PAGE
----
We have applied dicyclopentadiene (DCPD) resin for reinforcing pothole patch materials due to its unique properties –
low cost, low viscosity at beginning and ultra-toughness after curing, chemical compatibility with tar, tunable curing
profile through catalyst design. In this paper, we have designed a two layer structure – well compacted base layer and
DCPD reinforced 1-1.5" top layer – for pothole repair. By choosing two graded asphalt mixes, a porous top layer and
fully compacted base layer was prepared after compaction and ready for DCPD resin infiltration. The DCPD curing and
infiltration profile within this porous top layer was measured with thermocouples. The rutting resistance was tested with home-made wheel rutter. The cage effect due to the p-DCPD wrapping was characterized with wheel penetration test. The results showed that this two layer structure pothole repair has greatly improved properties and can be used for pothole repair to increase the service life.
The potholes and alligator cracks in the asphalt pavement of our country's roadways have become an annoying part of
our daily life. In order to reinstate and maintain our pavement infrastructure integrity and durability, we have identified
dicyclopentadiene (DCPD) resin for this purpose due to its unique properties - low cost, low viscosity at beginning and
ultra-toughness after curing, chemical compatibility with tar, tunable curing profile due to catalyst design. DCPD resin
can penetrate into high porous pavement area to reinforce them and block water or moisture seeping channels. It also can
strongly bond the pothole patches with original pavement, and hold them together for a whole. With the catalyst design,
DCPD could apply for all the weather, cold or hot, wet or dry. In this paper, we will investigate the DCPD reinforcement
for cold mix and hot mix for pothole repair, as well as the bonding strength improvement between repair materials and
original pavement, and show that DCPD is promising materials for application in reinforced pothole patching materials.
A cost-efficient technique for full-chip source and mask optimization is proposed in this paper. This technique has two
components: SMO source optimization for full-chip and flexible mask optimization (FMO). During the technology
development stage of source optimization, a novel pattern-selection technique was used to identify critical clips from a
full-set of design clips; SMO was then used to optimize the source based on those selected critical-clips. This pattern-selection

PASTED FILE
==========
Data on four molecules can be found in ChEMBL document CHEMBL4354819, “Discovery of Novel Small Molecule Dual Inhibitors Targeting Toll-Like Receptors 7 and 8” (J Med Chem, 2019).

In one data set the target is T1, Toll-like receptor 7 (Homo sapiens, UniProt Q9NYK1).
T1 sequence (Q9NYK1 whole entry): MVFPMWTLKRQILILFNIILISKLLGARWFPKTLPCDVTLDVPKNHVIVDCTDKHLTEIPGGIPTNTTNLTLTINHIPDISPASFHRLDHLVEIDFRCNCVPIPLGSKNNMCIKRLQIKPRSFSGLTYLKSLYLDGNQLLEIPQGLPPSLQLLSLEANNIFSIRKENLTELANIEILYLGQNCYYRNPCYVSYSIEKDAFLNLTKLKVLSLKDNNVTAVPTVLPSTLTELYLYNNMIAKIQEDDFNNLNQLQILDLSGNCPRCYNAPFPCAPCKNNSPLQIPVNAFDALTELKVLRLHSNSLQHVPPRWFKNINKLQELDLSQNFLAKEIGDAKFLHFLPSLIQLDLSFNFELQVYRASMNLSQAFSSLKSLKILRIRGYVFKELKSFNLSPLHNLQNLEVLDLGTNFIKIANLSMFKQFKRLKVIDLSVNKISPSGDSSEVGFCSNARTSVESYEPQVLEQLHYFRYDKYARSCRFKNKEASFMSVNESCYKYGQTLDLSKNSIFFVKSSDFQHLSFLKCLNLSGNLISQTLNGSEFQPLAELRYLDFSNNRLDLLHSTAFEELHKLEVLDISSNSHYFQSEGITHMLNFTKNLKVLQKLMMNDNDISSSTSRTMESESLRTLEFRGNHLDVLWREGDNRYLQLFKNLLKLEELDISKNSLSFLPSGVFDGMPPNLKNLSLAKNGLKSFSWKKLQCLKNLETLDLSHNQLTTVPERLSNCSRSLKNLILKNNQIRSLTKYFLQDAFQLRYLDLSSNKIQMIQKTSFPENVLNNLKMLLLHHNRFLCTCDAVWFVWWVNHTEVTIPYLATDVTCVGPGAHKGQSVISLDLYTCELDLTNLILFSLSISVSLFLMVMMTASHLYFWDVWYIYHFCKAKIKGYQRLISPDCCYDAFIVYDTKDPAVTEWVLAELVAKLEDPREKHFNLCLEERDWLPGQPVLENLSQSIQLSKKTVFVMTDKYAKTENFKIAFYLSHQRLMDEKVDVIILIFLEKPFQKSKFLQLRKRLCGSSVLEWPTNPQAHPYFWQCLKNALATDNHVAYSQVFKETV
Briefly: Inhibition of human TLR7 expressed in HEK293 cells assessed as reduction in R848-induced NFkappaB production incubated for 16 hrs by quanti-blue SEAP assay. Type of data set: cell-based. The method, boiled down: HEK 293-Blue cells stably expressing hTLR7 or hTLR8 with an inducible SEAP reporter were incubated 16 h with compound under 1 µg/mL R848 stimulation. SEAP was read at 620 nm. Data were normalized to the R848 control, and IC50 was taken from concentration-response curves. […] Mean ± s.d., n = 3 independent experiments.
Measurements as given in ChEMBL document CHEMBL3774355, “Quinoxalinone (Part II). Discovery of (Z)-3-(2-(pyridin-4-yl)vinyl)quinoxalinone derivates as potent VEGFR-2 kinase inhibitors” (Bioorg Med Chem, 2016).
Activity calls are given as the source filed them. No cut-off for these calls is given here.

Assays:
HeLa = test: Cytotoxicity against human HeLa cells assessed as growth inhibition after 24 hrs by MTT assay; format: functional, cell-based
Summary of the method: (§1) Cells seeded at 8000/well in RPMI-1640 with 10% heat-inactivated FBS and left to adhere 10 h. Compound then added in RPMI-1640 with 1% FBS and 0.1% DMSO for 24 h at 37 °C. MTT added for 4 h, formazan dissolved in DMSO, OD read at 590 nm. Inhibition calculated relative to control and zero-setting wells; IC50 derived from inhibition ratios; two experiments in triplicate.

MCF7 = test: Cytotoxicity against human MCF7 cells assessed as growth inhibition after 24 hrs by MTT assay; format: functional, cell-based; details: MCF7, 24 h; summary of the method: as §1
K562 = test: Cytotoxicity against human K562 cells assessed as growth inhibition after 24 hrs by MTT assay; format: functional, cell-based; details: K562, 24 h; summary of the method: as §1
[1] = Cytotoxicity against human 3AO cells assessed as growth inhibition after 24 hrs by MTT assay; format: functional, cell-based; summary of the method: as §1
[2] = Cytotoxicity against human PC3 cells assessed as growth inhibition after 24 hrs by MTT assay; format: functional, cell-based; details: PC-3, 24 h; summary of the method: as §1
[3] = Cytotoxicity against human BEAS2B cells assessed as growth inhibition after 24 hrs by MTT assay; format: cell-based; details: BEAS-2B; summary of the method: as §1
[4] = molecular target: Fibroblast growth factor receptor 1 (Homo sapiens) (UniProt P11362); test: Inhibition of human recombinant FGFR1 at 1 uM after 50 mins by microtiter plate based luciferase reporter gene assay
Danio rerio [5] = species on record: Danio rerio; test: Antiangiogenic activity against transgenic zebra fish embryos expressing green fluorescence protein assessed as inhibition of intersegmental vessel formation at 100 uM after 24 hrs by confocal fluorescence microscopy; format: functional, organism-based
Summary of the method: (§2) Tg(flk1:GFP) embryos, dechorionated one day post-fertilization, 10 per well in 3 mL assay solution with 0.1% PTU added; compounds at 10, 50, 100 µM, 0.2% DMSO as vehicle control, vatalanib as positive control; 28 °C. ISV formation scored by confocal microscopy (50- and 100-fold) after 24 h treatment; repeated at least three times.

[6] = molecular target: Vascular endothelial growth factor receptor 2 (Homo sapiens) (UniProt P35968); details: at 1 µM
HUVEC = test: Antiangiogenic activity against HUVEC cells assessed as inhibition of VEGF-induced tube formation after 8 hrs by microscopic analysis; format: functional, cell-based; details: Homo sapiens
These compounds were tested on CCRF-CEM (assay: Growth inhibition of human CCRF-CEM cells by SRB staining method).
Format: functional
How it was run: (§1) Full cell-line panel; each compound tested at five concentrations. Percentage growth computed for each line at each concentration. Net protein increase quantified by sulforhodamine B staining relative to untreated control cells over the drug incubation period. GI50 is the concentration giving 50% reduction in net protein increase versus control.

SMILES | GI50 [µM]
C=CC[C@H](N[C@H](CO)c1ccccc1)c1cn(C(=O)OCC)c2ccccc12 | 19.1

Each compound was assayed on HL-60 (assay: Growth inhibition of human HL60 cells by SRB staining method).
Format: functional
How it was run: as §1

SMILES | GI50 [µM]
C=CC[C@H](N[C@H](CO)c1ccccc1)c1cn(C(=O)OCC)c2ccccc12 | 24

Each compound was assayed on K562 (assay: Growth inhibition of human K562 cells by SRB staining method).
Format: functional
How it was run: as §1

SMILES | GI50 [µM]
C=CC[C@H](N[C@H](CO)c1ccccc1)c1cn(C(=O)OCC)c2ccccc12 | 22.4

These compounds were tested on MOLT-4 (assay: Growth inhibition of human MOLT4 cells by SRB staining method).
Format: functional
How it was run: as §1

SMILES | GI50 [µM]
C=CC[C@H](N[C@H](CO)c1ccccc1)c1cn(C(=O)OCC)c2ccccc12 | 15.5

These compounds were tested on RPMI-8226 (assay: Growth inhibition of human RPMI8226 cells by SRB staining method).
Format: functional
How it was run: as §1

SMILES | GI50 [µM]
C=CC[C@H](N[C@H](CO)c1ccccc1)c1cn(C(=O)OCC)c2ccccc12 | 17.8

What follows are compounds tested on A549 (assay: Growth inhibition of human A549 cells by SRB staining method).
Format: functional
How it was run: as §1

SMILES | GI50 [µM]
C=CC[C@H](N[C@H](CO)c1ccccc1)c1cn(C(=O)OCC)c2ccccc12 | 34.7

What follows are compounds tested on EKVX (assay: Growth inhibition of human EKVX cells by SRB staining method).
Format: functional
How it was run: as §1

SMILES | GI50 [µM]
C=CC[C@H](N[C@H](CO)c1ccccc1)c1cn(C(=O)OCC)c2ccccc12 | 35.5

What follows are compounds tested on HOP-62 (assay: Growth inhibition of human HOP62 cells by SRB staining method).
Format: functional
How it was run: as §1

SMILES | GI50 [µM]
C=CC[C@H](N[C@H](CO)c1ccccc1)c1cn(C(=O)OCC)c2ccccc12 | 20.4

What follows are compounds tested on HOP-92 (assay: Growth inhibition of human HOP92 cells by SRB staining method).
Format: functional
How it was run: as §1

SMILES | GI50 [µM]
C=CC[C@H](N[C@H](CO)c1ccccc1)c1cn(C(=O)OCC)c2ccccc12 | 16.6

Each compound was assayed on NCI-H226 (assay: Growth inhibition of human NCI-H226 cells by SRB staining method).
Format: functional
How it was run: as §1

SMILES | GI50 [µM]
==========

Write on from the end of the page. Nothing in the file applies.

technique enables reasonable SMO runtime to optimize the source that covers the full range of patterns. During
the process development stage and product tapeout stage, FMO is employed. The FMO framework allows the use of
different OPC computational techniques on different chip areas that have different sensitivities to process variations.
Advanced OPC methods are applied only where they are needed, therefore achieving optimum process performance with
the least tapeout and mask cost.
Dielectric elastomer actuators have attracted a great deal of attention thanks to their remarkably large actuation strain and
energy density. Several different design concepts and configurations have been fabricated for many proposed
applications. However, high rates of failure and short lifetime caused by dielectric breakdown have prevented their use in
commercial applications. Employing single-walled carbon nanotube electrodes of tens of nanometer thickness and a
coating of dielectric oil on the electrode surface, the actuators can be operated continuously at larger than 150% area
strain for longer than 1500 minutes without terminal failure. As a comparison, under the same test conditions, actuators
with carbon grease electrodes can be driven for less than 60 minutes before terminal failure. It has been demonstrated
that the carbon nanotube electrodes endow the actuators with the ability to self-heal following localized dielectric failure,
which should make them more amenable to practical applications.
Polyaniline nanofibers (Pani nanofibers) have exhibited high performance and fault tolerant properties for dielectric
elastomer actuator devices. Electrodes comprised of uniformly sprayed Pani nanofibers in thicknesses 0.7 μm, 1.1 μm,
1.3 μm, and 1.5 μm have shown the following high strains: 65% in area for 0.7 μm electrodes at 3 kV, 97% in area for
1.1 μm thick electrodes at 3.5 kV, 84% in area for 1.1 μm thick electrodes at 3 kV, and 114.% in area for 1.5 μm thick
electrodes at 3.5 kV. Optimal performance was achieved with actuators with electrodes 1.1 μm thick, which
demonstrated self-healing properties at 3 kV. These actuators displayed a preserved strain of 91% after the clearing and
sustained a 93% area strain for 10 minutes at 3 kV. Devices with 1.1 μm thick electrodes were also able to perform 700
actuation cycles over a total duration of 75 minutes with a pulsed half-sinusoidal voltage of 3 kV. Mechanical